If I asked you to point to northwest right now, would you struggle? Would you have to think for a second? Or would you have no idea at all? In Australia, there’s an Aboriginal tribe with no words for left and right. Instead, they use cardinal directions. So they might say, “I have a pain in my northwest leg.” To you and I, that might seem like a complicated way of doing things. But not to them. That’s because at any moment in time, they can tell you which direction they’re facing. A six-year-old child can point to northwest without a second thought.
Resisting things we enjoy but don’t move us towards our goals is hard. As Winston Churchill once said, “I can resist anything except temptation.” But there are ways to increase your chances of success. In a study conducted at the University of Houston, students with a healthy eating goal were told to say either ‘I don’t eat that’ or ‘I can’t eat that’ when offered a tasty but unproductive treat. Those that said ‘don’t’ rather than ‘can’t’ felt happier and more confident about their choice and were better able to resist the temptation.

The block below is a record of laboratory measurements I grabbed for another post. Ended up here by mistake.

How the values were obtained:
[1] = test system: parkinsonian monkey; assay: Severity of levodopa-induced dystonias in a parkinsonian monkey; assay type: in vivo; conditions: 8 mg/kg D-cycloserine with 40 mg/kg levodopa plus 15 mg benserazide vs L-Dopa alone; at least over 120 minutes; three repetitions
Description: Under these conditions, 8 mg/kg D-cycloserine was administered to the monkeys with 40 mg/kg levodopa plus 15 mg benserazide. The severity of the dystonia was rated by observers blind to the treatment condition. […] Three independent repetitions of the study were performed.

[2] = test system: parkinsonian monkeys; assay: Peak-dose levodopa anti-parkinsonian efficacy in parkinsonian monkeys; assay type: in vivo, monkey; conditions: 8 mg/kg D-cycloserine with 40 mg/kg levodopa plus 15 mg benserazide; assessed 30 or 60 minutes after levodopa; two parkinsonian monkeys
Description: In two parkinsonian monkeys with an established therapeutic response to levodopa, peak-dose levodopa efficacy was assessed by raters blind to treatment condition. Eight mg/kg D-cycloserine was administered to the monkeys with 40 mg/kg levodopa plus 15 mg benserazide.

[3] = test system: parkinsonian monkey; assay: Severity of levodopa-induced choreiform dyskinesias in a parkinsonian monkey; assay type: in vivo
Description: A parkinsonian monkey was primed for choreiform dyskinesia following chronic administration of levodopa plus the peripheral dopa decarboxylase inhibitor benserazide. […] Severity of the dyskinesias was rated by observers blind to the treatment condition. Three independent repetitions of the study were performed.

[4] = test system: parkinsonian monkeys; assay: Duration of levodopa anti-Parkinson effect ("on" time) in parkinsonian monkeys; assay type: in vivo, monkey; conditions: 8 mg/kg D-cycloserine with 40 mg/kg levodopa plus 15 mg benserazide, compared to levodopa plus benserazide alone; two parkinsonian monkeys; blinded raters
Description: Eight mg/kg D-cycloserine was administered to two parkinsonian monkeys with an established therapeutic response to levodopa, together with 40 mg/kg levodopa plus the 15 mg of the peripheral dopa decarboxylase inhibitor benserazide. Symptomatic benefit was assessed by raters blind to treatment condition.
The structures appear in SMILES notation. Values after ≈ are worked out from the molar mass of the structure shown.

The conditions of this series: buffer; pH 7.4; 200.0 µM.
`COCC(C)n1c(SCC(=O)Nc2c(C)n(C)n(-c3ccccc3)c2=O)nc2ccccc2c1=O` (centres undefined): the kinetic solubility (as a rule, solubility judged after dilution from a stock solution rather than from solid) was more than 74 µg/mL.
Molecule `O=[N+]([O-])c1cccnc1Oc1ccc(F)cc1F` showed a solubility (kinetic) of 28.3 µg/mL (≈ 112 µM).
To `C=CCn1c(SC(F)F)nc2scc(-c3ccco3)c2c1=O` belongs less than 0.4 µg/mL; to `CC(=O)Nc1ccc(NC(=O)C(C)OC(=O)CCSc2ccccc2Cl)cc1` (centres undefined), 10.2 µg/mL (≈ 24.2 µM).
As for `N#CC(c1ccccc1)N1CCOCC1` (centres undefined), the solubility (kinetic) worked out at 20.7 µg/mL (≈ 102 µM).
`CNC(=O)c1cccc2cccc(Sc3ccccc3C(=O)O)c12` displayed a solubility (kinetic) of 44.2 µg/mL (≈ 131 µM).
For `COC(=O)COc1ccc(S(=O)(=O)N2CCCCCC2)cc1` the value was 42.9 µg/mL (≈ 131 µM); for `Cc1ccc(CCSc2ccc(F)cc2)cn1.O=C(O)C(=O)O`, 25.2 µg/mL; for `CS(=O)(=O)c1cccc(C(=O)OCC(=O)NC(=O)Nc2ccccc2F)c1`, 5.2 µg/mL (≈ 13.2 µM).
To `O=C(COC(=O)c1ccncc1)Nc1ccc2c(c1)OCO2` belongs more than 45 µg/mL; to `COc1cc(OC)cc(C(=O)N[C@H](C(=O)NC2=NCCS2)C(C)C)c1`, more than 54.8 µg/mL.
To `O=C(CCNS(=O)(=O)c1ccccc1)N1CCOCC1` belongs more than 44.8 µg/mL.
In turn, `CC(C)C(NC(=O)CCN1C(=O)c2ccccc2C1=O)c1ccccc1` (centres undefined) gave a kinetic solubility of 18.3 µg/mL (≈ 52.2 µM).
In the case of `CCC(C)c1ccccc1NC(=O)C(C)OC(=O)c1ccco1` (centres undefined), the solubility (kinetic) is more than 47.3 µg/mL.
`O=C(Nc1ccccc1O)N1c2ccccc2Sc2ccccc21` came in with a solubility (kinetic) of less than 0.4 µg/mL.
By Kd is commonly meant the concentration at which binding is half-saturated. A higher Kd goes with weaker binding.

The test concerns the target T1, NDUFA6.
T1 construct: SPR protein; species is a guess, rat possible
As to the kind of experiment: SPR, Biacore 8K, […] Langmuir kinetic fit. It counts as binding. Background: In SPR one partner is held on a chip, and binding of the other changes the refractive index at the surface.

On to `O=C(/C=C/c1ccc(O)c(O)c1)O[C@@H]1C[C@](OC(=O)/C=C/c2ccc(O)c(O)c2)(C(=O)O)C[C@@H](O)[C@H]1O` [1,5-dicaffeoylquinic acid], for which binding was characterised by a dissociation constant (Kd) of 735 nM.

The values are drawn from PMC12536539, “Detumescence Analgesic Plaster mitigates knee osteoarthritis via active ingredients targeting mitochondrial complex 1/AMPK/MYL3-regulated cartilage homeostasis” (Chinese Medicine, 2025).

What do you think of when you hear the word ‘Chairman’? You’re probably picturing a middle-aged man. He might be sitting in a high-backed leather chair in a vast office. He might be in a meeting room talking to the Board. But he is always a man. Naturally, since it’s built into the word. Many professional titles have traditionally taken the male form. Today, neutral options are available (Chairperson or Chair) but when the actual sex is unknown many still revert to the masculine version. The problem with that is it sends subtle but powerful message to young women that the role is not for them. They do not belong in that chair or that meeting room.
So why are we telling you all this? These anecdotes, along with countless others, tell us something important. They tell us that the words we use matter.
Our language shapes our world in a much bigger way than you might imagine. It shapes what we pay attention to, what we value, even our cognitive abilities. It shapes the way we think, which shapes the way we feel, which shapes the way we behave. And of course, it shapes how those around us think, feel and behave too.
We think that’s phenomenally exciting. Why? Because it means that simply by choosing our words wisely, we can exert huge persuasive power. Now only can our words inform, excite or inspire, they can bring about concrete change – change in our own behaviour, in other people’s, even in the world at large.
And that’s why The Giles Academy exists – to help you master your words so you can consciously shape your own destiny and the world around you. Powerful stuff, don’t you think?